Pakistan on Friday summoned the in charge of the Afghan diplomatic mission in Islamabad to record a strong protest over the recent cross-border terrorist attack by a large number of terrorists in Chitral district, even as the foreign minister termed the Kelash attack as an “isolated incident” and said it was not “sanctioned” by the Afghan Taliban.
On September 6, around 150 terrorists from the banned Tehreek-e-Taliban Pakistan (TTP) launched an attack in the Kelash area of the Chitral district.
The two border posts were attacked by terrorists armed with the latest weapons. However, Pakistani security forces repelled the attack, leaving 12 terrorists killed. During the fight, at least four Pakistani soldiers embraced martyrdom, according to the military’s media wing, Inter-Services Public Relations (ISPR).
Contrary to reports doing rounds in social media, the Deputy Commission of Chitral on Friday dismissed reports of any trouble in the district. The senior official said that the situation was under control and there was nothing to worry about.
On Friday, the Foreign Office (FO) summoned an Afghan diplomat and issued a strong demarche, according to officials. The Afghan interim government was conveyed in categorical terms that such attacks and the use of Afghan soil by the TTP would be detrimental to peace and security.
Read more: FO calls for ‘global attention’ on US arms left in Afghanistan
However, Foreign Minister Jalil Abbas Jilani apparently exonerated the Afghan Taliban government of its role. “It [Chitral incident] was an isolated incident and we don’t think it had their [Afghan government] sanction,” Jilani told reporters after attending the Senate Standing Committee on Foreign Affairs.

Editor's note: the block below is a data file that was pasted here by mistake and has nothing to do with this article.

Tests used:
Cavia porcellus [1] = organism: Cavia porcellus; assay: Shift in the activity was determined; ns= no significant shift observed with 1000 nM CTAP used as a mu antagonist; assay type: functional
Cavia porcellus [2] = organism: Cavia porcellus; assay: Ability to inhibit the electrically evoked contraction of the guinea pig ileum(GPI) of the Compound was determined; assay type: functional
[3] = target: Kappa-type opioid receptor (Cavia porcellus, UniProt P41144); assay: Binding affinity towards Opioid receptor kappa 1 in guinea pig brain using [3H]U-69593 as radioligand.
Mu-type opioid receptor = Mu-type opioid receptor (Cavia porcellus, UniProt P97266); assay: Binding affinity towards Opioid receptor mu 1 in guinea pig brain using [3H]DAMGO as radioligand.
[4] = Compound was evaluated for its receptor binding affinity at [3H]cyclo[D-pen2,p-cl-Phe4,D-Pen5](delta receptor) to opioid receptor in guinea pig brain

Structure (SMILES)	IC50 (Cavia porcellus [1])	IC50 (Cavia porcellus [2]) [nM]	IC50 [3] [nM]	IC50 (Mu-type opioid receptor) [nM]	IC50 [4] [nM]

Earlier speaking at the weekly news briefing, FO spokesperson Mumtaz Zahra Baloch said that Pakistan was concerned at the use of Afghan soil against Pakistan and said those concerns were communicated to the Afghan authorities.
“Pakistan is concerned about the recent incident that took place and the terrorist attack on military posts. We are engaged with the interim government of Afghanistan. We have shared our concerns with regards to the terrorist threat against Pakistan that emanates from Afghan soil. This dialogue will continue,” she added.
Also read: Locals join hands with Pakistan Army against terrorism in Chitral
She also echoed the view of Caretaker Prime Minister Anwaarul Haq Kakar, who recently said that the US-led foreign forces withdrawal left behind arms and ammunition that were now being used by terrorists.
“We are concerned that the large amount of weaponry that is available in Afghanistan and has now reached some terrorist entities as well, continue to pose a threat to Pakistan, especially when these terrorist entities attack Pakistani civilian and military targets,” the spokesperson said.
“We do not want to assign blame on anyone but the situation needs international attention. We hope all relevant parties would understand the responsibility that they have in this respect,” she added.
The US on Wednesday said that no military equipment had been left behind by American forces in Afghanistan, in response to a question about reports that $7 billion worth of weapons reportedly were abandoned in the war-torn country when US forces withdrew in August 2011.
The comments by John Kirby, US National Security Council Coordinator for Strategic Communication, came days after PM Kakar said US military equipment left behind during the American withdrawal from Afghanistan was now “emerging as a new challenge” for Islamabad as it had enhanced the fighting capabilities of TTP.
“There was no equipment left behind by American forces,” Kirby said in response to a question at a press briefing.
“The equipment that people are saying the Americans left behind, that was equipment that was transferred well in advance of our departure to the Afghan National Security Forces. … because that was part of the mission that our troops were involved in Afghanistan to do in the first place, which was to train up and to support Afghan national security forces as they took charge of security in their country.”
Meanwhile, the FO spokesperson said that Pakistan was in talks with the Afghan government regarding the closure of the Torkham border crossing.
The main border crossing was shut on September 6 after clashes between the border security forces of the two countries.